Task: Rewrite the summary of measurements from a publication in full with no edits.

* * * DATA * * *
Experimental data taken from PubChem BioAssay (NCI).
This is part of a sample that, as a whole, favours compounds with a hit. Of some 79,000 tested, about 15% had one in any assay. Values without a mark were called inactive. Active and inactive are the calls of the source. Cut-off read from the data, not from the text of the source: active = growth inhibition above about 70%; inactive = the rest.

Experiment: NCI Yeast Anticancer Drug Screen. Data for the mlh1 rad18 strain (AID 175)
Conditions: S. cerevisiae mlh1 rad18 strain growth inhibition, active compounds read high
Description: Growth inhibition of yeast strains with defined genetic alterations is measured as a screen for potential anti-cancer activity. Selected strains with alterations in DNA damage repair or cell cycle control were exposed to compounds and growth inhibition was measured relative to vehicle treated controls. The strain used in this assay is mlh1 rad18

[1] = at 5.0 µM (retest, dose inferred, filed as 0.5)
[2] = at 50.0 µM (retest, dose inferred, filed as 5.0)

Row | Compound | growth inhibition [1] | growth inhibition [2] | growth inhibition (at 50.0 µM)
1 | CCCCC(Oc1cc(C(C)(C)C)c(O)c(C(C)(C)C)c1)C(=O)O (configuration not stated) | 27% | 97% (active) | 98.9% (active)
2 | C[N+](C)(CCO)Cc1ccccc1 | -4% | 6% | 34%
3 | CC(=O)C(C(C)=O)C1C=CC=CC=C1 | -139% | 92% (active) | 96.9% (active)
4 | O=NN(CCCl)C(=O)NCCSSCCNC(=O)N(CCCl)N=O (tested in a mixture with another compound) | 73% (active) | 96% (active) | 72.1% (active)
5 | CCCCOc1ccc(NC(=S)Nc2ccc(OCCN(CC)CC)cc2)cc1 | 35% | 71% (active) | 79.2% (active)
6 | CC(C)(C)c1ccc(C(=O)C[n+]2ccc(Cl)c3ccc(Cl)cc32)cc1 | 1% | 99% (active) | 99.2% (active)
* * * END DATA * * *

Experimental data taken from PubChem BioAssay (NCI).
This is part of a sample that, as a whole, favours compounds with a hit. Of some 79,000 tested, about 15% had one in any assay. Values without a mark were called inactive. Active and inactive are the calls of the source. Cut-off read from the data, not from the text of the source: active = growth inhibition above about 70%; inactive = the rest.

Experiment: NCI Yeast Anticancer Drug Screen. Data for the mlh1 rad18 strain (AID 175)
Conditions: S. cerevisiae mlh1 rad18 strain growth inhibition, active compounds read high
Description: Growth inhibition of yeast strains with defined genetic alterations is measured as a screen for potential anti-cancer activity. Selected strains with alterations in DNA damage repair or cell cycle control were exposed to compounds and growth inhibition was measured relative to vehicle treated controls. The strain used in this assay is mlh1 rad18

[1] = at 5.0 µM (retest, dose inferred, filed as 0.5)
[2] = at 50.0 µM (retest, dose inferred, filed as 5.0)

Row | Compound | growth inhibition [1] | growth inhibition [2] | growth inhibition (at 50.0 µM)
1 | CCCCC(Oc1cc(C(C)(C)C)c(O)c(C(C)(C)C)c1)C(=O)O (configuration not stated) | 27% | 97% (active) | 98.9% (active)
2 | C[N+](C)(CCO)Cc1ccccc1 | -4% | 6% | 34%
3 | CC(=O)C(C(C)=O)C1C=CC=CC=C1 | -139% | 92% (active) | 96.9% (active)
4 | O=NN(CCCl)C(=O)NCCSSCCNC(=O)N(CCCl)N=O (tested in a mixture with another compound) | 73% (active) | 96% (active) | 72.1% (active)
5 | CCCCOc1ccc(NC(=S)Nc2ccc(OCCN(CC)CC)cc2)cc1 | 35% | 71% (active) | 79.2% (active)
6 | CC(C)(C)c1ccc(C(=O)C[n+]2ccc(Cl)c3ccc(Cl)cc32)cc1 | 1% | 99% (active) | 99.2% (active)